T20 Cup boss keen to welcome foreign fans

·3-min read

Australia have the trophy they long yearned for but there remains "unfinished business" for next year's Twenty20 World Cup organisers, who are ready to welcome cricket fans from around the globe.

The next edition of the men's T20 World Cup starts on October 16, culminating in an MCG final on November 13.

The SCG will host a semi-final on November 9 and the opening game of Australia's title defence, while Adelaide Oval will be the setting for the other semi on November 10.

Tickets won't go on sale until January, when the full list of fixtures are set to be locked in.

There has been a recent spike in registrations for priority access to tickets, with Australia's win over New Zealand in their T20 World Cup final in Dubai proving a marketing boon.

But tournament chief executive Michelle Enright, desperate to recreate the success of the 2020 T20 women's World Cup she also worked on, is just as keen to see supporters from around the world form part of heaving crowds.

"The eyes of the world will be here. We want as many fans as possible to be able to come," Enright told AAP.

"We are confident with the way things are moving.

"We can't predict the future.

"But we will be going on sale, with international tickets, and hope to get as many fans here as possible.

"We all remember those 86,000 fans at the MCG (for the women's final). We saw in the UAE they weren't able to get full crowds for some games ... those big crowds are what we want, for fans and players."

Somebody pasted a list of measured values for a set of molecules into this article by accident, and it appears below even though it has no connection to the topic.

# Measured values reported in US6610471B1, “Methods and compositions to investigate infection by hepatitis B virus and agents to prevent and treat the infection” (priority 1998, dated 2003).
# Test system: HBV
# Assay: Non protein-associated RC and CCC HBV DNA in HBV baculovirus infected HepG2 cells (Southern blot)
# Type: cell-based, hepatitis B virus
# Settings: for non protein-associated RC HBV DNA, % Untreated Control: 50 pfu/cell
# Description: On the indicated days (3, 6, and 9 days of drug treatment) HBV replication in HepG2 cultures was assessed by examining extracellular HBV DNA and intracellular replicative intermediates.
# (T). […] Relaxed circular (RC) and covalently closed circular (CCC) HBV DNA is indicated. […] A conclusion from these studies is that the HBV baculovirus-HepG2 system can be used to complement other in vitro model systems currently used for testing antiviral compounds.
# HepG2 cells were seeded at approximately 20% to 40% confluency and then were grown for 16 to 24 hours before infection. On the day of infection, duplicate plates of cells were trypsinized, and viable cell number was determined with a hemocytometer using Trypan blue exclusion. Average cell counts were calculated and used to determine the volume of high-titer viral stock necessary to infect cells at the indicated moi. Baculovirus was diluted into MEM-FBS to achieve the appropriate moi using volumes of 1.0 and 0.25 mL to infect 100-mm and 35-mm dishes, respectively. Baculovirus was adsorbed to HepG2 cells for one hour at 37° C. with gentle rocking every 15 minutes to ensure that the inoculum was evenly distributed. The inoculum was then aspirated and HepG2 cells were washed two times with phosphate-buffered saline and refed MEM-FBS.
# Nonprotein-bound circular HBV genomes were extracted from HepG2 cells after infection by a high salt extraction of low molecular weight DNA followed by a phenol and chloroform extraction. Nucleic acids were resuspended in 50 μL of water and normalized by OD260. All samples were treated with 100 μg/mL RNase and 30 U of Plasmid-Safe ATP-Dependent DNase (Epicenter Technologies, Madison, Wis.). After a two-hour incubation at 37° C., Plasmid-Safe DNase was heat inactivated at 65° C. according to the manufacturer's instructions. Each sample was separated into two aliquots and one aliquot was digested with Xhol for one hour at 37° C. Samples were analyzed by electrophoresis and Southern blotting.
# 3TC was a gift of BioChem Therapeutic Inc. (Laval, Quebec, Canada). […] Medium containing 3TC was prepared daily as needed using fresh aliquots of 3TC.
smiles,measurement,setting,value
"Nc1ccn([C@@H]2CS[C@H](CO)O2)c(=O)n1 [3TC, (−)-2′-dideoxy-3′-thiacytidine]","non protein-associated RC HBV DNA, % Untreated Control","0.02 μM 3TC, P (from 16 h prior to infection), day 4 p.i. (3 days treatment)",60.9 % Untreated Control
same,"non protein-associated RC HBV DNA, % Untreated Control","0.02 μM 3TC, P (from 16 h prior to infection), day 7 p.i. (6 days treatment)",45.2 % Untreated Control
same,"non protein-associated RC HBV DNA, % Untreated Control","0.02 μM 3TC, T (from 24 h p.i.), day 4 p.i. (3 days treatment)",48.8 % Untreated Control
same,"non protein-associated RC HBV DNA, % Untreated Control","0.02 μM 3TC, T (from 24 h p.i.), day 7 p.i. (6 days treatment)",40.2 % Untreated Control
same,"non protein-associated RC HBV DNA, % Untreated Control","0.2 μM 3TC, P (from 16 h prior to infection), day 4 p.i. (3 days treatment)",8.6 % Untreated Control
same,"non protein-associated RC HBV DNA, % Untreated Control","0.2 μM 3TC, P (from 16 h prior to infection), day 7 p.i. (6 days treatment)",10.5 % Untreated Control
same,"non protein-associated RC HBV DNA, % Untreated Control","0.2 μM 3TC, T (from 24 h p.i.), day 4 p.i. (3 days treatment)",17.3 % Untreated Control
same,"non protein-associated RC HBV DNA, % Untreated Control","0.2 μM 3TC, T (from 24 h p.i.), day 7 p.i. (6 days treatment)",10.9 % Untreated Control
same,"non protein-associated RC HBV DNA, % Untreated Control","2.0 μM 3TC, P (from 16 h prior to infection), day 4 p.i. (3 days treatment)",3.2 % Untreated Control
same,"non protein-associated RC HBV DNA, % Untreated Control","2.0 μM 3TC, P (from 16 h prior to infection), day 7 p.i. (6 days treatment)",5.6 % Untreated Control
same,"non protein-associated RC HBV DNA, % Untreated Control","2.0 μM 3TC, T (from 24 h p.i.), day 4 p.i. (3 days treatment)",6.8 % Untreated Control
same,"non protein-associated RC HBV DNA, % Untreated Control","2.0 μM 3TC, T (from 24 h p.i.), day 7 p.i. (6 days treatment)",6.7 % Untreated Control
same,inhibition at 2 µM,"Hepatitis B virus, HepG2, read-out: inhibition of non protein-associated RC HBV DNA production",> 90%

The federal government has opened its border to Australians but is yet to give the green light to foreign tourists, like members of the Barmy Army hoping to attend the Ashes.

There is widespread hope that change will happen soon.

Approximately 100,000 foreigners visited Australia to watch part of the men's ODI World Cup in 2015, with a huge surge in Indian tourists during that tournament.

The federal government funded a tourism campaign to promote Indian visits to Australia for the men's T20 World Cup, when COVID-19 had yet to halt so many facets of normal life.

Enright is one of many to have experienced pandemic-induced upheaval.

The New Zealand administrator stepped up to her current role after Nick Hockley departed the post to become Cricket Australia's chief executive.

The fate of the event in Australia remained in the balance for much of 2020 until the global governing body settled on a rejigged calendar.

"We had to make most of our staff redundant," Enright said.

"We're really pleased we're now getting a lot of the old crew (from the women's World Cup) back together for the men's event.

"We've all got unfinished business.

"A lot of the planning had been done but some of that is now a bit different in a COVID environment."

Michael Clarke, who captained Australia to victory in the 2015 World Cup final at the MCG, argued Aaron Finch's side would relish the "pressure and expectation" associated with a home tournament.

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